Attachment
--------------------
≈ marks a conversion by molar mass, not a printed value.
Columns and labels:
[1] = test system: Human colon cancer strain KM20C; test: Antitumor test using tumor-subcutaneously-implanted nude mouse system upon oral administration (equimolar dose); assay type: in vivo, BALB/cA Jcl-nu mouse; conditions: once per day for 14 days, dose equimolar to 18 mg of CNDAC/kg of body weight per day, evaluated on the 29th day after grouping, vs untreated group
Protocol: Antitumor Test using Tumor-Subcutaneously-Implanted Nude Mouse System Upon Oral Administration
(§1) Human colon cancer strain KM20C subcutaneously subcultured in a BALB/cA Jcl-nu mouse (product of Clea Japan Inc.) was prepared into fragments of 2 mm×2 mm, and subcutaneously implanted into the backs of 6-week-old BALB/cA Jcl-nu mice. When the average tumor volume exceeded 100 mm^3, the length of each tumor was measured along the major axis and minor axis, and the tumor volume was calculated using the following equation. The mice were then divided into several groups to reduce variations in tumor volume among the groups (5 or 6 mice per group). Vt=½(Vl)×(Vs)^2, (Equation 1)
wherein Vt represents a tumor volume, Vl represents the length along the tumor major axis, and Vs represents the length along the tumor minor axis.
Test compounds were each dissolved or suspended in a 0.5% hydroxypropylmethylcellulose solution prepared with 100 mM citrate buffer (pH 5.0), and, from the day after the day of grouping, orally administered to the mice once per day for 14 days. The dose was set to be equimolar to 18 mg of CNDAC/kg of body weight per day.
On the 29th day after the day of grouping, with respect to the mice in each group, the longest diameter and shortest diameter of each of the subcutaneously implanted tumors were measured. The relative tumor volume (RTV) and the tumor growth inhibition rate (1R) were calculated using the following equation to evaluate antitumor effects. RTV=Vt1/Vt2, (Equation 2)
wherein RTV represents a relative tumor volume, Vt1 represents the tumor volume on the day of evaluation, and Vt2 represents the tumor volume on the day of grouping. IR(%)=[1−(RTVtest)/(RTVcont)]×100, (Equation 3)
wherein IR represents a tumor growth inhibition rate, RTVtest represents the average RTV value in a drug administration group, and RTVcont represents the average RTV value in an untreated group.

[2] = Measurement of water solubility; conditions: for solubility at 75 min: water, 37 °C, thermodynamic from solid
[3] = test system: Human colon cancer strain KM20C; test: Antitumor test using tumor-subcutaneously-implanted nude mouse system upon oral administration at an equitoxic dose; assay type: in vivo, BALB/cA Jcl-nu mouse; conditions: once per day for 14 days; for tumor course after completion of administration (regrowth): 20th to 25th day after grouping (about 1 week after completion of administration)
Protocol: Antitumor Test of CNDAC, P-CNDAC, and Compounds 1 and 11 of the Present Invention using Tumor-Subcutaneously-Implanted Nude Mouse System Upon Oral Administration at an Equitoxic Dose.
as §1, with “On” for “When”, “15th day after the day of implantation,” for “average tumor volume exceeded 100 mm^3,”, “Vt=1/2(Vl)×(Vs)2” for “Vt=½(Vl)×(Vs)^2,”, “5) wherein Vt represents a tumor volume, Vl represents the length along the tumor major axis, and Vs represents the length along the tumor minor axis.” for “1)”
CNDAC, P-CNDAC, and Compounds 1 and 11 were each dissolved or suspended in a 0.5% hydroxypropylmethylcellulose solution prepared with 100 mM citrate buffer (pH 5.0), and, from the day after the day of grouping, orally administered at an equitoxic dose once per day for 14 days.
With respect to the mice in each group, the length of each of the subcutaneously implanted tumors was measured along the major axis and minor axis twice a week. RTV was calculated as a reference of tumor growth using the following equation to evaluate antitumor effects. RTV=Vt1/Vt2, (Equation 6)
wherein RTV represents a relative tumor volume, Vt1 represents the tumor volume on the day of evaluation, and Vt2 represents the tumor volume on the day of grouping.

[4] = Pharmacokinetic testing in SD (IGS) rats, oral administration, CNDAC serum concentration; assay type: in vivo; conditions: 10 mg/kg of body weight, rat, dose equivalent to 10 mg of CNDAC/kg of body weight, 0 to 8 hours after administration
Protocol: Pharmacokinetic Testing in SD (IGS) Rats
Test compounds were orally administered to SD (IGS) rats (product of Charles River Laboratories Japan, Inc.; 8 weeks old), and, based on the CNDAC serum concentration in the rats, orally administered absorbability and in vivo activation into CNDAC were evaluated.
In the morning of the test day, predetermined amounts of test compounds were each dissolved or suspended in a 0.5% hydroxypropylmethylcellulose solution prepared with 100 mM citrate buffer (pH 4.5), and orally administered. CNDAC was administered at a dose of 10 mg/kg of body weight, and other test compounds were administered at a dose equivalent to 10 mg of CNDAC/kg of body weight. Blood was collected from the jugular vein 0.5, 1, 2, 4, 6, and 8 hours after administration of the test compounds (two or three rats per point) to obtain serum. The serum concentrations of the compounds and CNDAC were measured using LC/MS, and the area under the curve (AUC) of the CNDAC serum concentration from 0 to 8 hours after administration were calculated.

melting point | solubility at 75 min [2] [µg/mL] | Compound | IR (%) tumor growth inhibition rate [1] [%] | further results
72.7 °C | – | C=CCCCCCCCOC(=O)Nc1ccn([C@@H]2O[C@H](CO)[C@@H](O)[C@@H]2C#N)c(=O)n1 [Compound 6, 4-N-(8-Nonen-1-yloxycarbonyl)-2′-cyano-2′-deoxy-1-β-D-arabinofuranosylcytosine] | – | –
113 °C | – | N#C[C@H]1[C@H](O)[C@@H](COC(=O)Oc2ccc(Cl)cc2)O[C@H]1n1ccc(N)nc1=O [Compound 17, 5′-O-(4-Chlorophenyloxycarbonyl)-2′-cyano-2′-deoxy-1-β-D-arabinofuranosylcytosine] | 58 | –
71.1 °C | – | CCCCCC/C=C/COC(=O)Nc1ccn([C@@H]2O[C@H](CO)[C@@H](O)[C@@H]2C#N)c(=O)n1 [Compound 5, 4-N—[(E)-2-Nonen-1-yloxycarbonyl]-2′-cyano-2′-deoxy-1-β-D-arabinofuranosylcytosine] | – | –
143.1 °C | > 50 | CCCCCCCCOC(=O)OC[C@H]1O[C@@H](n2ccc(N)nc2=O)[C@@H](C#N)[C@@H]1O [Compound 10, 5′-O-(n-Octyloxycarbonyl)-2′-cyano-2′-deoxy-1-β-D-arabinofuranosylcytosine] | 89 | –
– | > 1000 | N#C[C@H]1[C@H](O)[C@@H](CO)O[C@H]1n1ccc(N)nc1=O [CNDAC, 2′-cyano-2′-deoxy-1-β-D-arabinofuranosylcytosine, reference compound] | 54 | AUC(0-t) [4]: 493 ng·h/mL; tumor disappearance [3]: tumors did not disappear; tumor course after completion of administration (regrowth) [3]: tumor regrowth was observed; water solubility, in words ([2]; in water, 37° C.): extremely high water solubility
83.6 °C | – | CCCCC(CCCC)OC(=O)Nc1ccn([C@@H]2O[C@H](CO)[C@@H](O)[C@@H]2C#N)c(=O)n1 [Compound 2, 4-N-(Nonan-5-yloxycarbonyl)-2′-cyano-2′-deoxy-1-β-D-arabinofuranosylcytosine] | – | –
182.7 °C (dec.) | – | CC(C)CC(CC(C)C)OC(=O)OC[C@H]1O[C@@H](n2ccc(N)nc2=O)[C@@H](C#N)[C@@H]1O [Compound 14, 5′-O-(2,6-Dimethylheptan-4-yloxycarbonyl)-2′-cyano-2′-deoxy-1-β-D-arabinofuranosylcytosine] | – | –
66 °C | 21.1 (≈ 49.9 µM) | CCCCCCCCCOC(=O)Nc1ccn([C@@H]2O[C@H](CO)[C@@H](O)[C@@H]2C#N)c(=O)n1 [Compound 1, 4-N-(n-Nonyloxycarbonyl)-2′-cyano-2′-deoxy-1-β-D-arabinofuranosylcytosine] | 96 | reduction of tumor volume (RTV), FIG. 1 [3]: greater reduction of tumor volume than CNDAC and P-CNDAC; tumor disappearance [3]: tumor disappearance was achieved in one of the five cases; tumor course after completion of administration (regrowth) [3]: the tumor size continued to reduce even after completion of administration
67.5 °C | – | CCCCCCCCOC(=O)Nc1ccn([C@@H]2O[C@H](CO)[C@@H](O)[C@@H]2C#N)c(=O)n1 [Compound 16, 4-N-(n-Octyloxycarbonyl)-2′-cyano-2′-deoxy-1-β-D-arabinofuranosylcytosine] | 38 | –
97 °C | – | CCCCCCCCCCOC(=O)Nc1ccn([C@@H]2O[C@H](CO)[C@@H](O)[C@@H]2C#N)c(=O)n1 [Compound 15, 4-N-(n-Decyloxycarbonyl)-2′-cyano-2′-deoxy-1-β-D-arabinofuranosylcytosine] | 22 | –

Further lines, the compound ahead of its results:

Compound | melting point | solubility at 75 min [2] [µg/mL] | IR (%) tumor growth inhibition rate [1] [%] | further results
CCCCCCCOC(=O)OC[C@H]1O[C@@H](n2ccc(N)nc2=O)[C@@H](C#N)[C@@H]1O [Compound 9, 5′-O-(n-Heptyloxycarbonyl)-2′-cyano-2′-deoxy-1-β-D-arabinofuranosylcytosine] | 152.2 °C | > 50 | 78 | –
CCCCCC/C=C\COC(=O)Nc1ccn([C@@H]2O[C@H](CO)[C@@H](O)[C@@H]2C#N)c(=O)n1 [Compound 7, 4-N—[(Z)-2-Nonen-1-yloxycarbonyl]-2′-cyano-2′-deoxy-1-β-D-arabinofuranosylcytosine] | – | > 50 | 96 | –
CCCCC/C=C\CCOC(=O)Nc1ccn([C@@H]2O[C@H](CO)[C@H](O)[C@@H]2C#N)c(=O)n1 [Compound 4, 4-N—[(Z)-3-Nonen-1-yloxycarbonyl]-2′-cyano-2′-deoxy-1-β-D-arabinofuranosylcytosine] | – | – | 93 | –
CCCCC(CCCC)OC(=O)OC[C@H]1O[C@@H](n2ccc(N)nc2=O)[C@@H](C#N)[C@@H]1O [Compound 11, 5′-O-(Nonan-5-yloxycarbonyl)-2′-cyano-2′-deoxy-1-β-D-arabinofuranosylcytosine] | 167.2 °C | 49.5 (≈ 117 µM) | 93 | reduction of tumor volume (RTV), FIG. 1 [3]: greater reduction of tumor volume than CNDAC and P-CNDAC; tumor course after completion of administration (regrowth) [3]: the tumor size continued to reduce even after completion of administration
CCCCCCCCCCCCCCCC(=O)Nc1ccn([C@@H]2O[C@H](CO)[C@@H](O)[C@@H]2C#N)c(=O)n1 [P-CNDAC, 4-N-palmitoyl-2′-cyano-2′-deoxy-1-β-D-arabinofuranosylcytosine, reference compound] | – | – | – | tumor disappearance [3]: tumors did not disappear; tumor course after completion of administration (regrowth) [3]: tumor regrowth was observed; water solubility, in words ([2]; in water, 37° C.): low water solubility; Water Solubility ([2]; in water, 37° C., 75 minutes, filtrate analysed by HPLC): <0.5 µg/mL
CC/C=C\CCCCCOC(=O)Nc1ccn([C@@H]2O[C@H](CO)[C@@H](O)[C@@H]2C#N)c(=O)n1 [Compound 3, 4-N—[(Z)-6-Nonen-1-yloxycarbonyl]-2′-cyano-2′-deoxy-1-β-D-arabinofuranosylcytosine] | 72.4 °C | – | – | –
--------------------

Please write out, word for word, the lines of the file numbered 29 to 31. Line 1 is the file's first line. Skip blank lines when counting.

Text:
182.7 °C (dec.) | – | CC(C)CC(CC(C)C)OC(=O)OC[C@H]1O[C@@H](n2ccc(N)nc2=O)[C@@H](C#N)[C@@H]1O [Compound 14, 5′-O-(2,6-Dimethylheptan-4-yloxycarbonyl)-2′-cyano-2′-deoxy-1-β-D-arabinofuranosylcytosine] | – | –
66 °C | 21.1 (≈ 49.9 µM) | CCCCCCCCCOC(=O)Nc1ccn([C@@H]2O[C@H](CO)[C@@H](O)[C@@H]2C#N)c(=O)n1 [Compound 1, 4-N-(n-Nonyloxycarbonyl)-2′-cyano-2′-deoxy-1-β-D-arabinofuranosylcytosine] | 96 | reduction of tumor volume (RTV), FIG. 1 [3]: greater reduction of tumor volume than CNDAC and P-CNDAC; tumor disappearance [3]: tumor disappearance was achieved in one of the five cases; tumor course after completion of administration (regrowth) [3]: the tumor size continued to reduce even after completion of administration
67.5 °C | – | CCCCCCCCOC(=O)Nc1ccn([C@@H]2O[C@H](CO)[C@@H](O)[C@@H]2C#N)c(=O)n1 [Compound 16, 4-N-(n-Octyloxycarbonyl)-2′-cyano-2′-deoxy-1-β-D-arabinofuranosylcytosine] | 38 | –